War of the Rebellion: Serial 107 Page 0650 MD., E. N. C., PA., VA., EXCEPT S. W., & W. VA. Chapter LXIII.

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JUNE 1, 1862-8.30 a. m.

General MORELL:

I wish you to go down and see that the brigade posted for the protection of the bridge is properly posted; also the battery of artillery (Allen's). Keep a regiment along the river - sharpshooters perhaps will do - and as secretly as possible put everything else of the brigade under shelter and in supporting distance. You will not probably require the whole division down at the batteries, and it would be well to keep such brigade and regiments in camp as you can spare (say Lansing's brigade and other regiments) to get rest and food. I send your orderlies.

F. J. PORTER,

Brigadier-General.

[11.]

FRONT ROYAL, June 1, 1862.

Brigadier-General KING,

En route to Front Royal:

General McDowell directs that you halt your last brigade at Piedmont till the arrival of your cavalry and artillery. The other brigades are to come forward by rail. Guard the railroad bridges, using convalescents for the purpose.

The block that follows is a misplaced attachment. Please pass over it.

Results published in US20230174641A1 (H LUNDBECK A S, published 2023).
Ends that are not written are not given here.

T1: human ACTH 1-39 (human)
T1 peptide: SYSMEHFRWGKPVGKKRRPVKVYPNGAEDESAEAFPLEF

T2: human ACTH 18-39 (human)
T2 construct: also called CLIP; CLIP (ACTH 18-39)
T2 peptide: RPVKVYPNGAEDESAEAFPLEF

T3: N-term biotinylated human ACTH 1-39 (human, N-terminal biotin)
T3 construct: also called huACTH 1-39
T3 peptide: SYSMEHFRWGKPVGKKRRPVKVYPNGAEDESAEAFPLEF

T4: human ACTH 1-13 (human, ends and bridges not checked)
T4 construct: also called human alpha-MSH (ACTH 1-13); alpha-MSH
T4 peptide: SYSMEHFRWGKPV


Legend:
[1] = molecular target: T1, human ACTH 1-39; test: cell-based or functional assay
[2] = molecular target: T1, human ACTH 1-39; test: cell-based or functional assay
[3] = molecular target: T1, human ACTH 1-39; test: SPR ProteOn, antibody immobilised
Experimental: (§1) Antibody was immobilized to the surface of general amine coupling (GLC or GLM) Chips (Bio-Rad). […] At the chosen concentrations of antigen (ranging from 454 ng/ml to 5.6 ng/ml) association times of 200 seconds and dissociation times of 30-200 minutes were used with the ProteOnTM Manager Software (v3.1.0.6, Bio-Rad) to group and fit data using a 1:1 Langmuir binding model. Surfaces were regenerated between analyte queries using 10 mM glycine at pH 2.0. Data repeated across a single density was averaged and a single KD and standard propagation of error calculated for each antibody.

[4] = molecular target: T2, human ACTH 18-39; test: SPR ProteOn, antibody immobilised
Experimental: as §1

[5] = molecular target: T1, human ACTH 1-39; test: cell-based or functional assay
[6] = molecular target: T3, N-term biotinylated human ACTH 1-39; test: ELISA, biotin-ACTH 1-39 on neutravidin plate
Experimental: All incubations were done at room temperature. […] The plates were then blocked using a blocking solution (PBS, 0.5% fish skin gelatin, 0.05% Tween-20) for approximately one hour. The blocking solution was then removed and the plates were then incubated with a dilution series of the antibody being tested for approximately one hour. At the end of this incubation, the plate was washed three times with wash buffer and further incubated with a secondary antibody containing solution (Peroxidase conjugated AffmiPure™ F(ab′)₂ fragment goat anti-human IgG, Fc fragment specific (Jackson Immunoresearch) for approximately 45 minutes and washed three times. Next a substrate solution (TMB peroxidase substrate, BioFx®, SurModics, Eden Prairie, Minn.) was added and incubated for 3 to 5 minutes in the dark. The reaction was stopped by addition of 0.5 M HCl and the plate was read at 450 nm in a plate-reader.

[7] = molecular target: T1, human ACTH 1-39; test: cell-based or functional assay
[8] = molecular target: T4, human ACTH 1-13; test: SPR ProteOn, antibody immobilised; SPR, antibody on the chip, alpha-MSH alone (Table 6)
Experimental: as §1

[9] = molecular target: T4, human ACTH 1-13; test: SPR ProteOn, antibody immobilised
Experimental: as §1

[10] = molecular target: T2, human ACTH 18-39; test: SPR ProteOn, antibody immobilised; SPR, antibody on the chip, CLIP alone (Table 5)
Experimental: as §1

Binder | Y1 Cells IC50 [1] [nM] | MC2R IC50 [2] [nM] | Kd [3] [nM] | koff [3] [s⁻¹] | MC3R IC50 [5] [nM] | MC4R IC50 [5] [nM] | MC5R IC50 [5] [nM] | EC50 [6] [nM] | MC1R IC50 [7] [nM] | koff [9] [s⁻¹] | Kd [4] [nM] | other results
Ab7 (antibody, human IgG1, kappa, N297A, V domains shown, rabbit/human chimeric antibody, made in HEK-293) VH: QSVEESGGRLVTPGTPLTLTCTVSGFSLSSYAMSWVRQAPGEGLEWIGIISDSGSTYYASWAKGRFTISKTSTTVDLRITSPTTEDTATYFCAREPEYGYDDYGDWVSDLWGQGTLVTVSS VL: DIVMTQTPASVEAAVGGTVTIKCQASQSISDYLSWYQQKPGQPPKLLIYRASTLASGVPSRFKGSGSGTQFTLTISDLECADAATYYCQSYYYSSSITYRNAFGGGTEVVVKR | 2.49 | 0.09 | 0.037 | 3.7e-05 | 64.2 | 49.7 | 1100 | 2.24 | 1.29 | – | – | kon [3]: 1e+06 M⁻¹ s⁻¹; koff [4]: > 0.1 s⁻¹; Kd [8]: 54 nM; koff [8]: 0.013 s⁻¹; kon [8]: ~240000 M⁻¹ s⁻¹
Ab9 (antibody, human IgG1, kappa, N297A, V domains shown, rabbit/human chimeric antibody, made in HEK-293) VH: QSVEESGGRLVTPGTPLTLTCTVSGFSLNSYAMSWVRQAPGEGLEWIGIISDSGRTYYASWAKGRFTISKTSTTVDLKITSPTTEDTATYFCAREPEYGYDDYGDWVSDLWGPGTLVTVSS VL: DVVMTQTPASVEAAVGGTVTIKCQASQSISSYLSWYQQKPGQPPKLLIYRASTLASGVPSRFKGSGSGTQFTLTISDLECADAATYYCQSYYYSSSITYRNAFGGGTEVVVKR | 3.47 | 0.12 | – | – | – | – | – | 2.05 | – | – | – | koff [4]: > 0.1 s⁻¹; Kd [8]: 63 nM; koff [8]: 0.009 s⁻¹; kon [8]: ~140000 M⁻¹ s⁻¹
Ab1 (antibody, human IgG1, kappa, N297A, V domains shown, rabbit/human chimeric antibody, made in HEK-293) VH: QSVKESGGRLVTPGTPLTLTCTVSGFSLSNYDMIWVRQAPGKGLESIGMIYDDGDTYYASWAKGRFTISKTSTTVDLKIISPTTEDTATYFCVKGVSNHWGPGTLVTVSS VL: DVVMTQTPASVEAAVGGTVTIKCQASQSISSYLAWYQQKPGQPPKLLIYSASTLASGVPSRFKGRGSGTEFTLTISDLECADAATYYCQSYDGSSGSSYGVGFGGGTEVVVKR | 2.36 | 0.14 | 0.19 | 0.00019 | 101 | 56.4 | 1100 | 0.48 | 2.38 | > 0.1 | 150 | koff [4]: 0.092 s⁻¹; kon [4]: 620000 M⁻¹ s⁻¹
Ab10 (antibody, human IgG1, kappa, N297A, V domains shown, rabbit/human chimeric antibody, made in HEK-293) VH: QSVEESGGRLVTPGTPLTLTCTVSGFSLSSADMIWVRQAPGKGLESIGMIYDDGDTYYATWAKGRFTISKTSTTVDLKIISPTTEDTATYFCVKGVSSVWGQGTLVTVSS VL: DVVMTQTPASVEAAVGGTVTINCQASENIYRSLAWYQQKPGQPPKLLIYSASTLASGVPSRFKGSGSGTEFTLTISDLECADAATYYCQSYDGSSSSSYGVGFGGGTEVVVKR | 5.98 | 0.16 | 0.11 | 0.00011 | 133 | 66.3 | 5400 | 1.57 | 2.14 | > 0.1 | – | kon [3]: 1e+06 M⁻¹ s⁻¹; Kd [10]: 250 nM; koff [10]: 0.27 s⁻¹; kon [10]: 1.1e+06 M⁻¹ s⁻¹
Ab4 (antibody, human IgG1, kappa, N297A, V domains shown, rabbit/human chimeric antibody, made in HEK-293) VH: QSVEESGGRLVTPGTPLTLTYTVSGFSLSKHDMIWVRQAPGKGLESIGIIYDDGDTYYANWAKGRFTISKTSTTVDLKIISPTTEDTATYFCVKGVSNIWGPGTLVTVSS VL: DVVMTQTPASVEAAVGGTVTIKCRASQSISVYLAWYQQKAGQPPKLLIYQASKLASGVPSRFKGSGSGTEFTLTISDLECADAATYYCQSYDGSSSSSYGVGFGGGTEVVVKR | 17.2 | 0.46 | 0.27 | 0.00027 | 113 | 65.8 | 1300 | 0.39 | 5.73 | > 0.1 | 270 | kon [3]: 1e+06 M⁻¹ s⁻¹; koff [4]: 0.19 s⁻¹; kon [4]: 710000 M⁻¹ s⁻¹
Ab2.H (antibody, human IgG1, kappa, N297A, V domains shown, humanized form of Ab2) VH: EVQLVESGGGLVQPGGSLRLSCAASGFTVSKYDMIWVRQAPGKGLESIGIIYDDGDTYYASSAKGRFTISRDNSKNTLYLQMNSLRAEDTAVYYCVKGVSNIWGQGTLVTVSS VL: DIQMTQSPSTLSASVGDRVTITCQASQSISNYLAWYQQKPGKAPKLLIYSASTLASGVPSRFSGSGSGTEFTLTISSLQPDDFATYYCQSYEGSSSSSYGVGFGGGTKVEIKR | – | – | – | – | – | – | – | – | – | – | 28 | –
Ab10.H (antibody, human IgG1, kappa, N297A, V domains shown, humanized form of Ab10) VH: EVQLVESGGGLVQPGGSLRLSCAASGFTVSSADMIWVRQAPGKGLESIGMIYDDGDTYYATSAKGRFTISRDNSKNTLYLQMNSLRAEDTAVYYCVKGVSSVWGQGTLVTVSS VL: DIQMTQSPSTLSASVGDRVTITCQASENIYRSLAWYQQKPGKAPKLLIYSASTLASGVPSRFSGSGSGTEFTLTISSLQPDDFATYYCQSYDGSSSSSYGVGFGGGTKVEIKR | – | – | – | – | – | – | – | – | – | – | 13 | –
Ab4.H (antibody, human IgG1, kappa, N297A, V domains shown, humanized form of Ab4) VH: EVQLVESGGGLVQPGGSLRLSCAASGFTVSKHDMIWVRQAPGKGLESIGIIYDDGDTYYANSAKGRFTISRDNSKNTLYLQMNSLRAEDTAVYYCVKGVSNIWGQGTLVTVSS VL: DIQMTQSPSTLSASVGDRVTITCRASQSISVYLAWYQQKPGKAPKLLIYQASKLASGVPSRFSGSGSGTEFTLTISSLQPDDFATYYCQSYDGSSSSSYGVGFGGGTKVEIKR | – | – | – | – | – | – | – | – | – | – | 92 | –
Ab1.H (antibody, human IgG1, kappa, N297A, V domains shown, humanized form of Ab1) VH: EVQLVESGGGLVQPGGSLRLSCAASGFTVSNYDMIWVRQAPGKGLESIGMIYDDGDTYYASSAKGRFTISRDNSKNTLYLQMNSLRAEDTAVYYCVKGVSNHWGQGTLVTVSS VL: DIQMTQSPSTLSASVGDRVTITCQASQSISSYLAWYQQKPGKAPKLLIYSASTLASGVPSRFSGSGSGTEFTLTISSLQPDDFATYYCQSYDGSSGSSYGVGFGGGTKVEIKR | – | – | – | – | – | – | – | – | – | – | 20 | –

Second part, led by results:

E. SCHRIVER,

Chief of Staff.

[12.]

HEADQUARTERS ARMY OF THE POTOMAC,

New Bridge, June 2, 1862-7 p. m.

Major General J. A. DIX,

Fort Monroe:

GENERAL: Please visit Norfolk and Portsmouth. Examine for yourself the state of affairs there. Look over all orders given in regard to trade, police regulations, &c. Report to me in detail the state of affairs with your own opinions on all points. After having made yourself fully master of the state of affairs it would perhaps be well, if convenient to you, that you should come to these headquarters that we may have a personal conference. It is not now possible for me to now come to you. I am very glad we are together again.

G. B. McCLELLAN,

Major-General.

[11.]

HEADQUARTERS ARMY OF THE POTOMAC,

June 2, 1862.

General R. B. MARCY,

Chief of Staff:

GENERAL: I inclose a letter addressed to you by General Woodbury which he desires me to forward. The letter he refers to was shown to me this morning by Colonel Alexander. No copy has been communicated to me, and I am not informed what is intention is, but in the very facts of the case, there can be no mistaking it. General Woodbury has considered the imputation which it conveys to be aimed immediately at him. Captain Duane, with an established site, abutments prepared and nothing to do but to put his pontoons in place, failed to accomplish anything the night of the 31st. I believe both his